My first moment of fascination with what we now commonly refer to as “Steampunk” was while watching David Lynch’s cult classic film, Dune. Here was a future without a computer screen in sight and every mechanical device looked as if it belonged in Victorian England.
A future where ancient mechanical craftsmanship blends seamlessly with modern technology… I can think of nothing that better exemplifies this today than the modern watch industry. In fact so little in watches has changed, that if you were to take most of today’s finest mechanical watches to Marie Antoinette’s watchmaker (Louis Breguet), he would be able to identify all of its major components and quite possibly have invented some of them. However, if you were to dig a little deeper, you would notice that much of the material being used is completely new (exotic metal alloys, silicon and ceramics just to name a few) and can only be created utilizing technologies invented in the last few years. It is this seamless blending between modern technology and ancient craftsmanship that makes the steampunk movement interesting to me and it’s the same reason I find mechanical watches fascinating.
In the world of watchmaking there are now many manufacturers that have designed watches that would be right in place on the set of an H.G. Wells movie. I’ve decided to narrow my focus on three recent releases that are very special:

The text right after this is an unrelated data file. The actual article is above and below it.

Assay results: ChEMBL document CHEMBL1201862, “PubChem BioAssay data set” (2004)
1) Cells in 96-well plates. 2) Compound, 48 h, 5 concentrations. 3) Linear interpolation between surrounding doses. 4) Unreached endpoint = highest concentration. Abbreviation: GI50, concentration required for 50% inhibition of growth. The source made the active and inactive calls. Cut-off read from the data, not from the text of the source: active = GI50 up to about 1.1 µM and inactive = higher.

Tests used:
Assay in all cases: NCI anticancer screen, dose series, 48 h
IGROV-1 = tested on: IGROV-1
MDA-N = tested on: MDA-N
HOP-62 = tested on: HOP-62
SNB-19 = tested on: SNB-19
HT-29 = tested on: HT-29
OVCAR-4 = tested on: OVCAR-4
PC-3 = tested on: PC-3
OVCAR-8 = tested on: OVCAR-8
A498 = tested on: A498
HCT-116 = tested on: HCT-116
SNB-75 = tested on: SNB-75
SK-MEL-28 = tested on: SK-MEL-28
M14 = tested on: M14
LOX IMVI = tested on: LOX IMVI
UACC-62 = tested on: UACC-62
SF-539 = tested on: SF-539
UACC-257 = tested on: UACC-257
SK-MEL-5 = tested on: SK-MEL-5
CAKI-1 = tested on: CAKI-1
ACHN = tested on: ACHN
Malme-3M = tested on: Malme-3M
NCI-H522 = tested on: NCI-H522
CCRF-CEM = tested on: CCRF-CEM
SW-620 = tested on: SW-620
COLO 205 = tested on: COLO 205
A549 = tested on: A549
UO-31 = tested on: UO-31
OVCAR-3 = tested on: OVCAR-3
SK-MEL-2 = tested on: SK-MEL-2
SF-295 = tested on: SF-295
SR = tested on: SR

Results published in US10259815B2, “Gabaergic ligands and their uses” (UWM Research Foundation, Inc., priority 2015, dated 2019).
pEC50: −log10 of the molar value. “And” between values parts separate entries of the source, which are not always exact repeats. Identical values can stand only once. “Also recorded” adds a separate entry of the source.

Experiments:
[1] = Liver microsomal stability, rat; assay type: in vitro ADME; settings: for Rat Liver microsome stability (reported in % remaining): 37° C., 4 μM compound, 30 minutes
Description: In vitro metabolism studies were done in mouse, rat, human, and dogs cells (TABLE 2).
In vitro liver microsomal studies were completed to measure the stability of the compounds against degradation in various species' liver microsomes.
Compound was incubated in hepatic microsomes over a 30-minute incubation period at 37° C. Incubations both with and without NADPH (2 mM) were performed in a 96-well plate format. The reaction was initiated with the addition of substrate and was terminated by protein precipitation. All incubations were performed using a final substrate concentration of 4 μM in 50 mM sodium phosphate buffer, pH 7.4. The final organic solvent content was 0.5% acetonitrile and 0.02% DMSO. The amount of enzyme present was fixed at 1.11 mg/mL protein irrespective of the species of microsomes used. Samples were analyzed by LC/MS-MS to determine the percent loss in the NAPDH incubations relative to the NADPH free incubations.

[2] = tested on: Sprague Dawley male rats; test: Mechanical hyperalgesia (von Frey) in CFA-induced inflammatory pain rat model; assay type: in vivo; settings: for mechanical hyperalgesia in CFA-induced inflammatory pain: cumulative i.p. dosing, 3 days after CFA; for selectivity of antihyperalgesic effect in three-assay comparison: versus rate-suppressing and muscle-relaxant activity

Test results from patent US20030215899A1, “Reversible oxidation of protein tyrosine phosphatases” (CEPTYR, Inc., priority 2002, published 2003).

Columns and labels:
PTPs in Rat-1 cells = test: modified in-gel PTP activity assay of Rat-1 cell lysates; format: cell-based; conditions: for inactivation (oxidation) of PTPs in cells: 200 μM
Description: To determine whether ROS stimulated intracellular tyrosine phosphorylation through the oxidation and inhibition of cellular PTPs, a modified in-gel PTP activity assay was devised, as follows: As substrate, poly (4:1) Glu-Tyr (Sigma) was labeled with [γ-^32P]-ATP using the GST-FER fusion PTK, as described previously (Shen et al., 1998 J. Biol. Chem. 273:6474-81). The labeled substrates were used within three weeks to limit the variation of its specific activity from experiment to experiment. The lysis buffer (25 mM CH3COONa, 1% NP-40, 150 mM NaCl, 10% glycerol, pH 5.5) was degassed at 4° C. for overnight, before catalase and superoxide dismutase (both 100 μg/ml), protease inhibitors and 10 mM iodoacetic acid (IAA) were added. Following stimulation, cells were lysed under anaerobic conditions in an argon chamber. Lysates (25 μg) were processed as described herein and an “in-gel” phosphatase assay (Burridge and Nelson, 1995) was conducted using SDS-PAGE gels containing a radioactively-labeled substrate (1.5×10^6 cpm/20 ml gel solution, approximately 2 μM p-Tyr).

Graham – Geo.Graham Tourbillon Orrery
In the year 1713 George Graham created a mechanical solar system model, known as his first Orrery.
Three hundred years later, Graham has introduced the Geo.Graham Tourbillon Orrery. The watch is unlike any other on the market, with a mini-planetarium on its dial.
Geo.Graham’s functions include hours and minutes (off centered) and calendar functions and the following more exotic complications: twelve Zodiac scales with a miniature Earth (in blue sapphire) to indicate the zodiac sign; a solar system including a tiny Moon (in rhodium) which orbits the Earth; Mars (in ruby); and the Sun (in 18K pink gold); a 300 year calendar, and a Tourbillon. The Tourbillon, originally invented by Marie Antoinette’s watchmaker over 200 years ago to improve the accuracy of the timepiece, is still one of the most complex and time consuming watch complications to manufacture, and consequently, one of the most expensive.
As time moves forward, you can see the Earth and Mars orbit around the Sun, and the tiny Moon orbit around the Earth. It’s a fascinating and beautiful way to tell passage of time.
Adding to this watch’s pedigree, the mechanical movement — the engine if you will — is designed by watchmaker Christopher Claret (the same designer who created the famed Harry Winston Opus 4).
The Geo.Graham features a 72 hour power reserve, has a 48mm pink gold case and production is limited to only 10 pieces.
Hublot – Antikythera SunMoon
If anything indicates a desire to be taken seriously in the watch market, then Hublot Antikythera SunMoon is it. A follow-up to last year’s Antikythera watch, this mechanical wonder has the ability to calculate celestial movements, though it uses a completely different system than the Geo.Graham.
The Hublot Antikythera SunMoon watch is a tribute to the Antikythera Mechanism, an ancient Greek mechanical computer which dates to before the birth of Jesus Christ.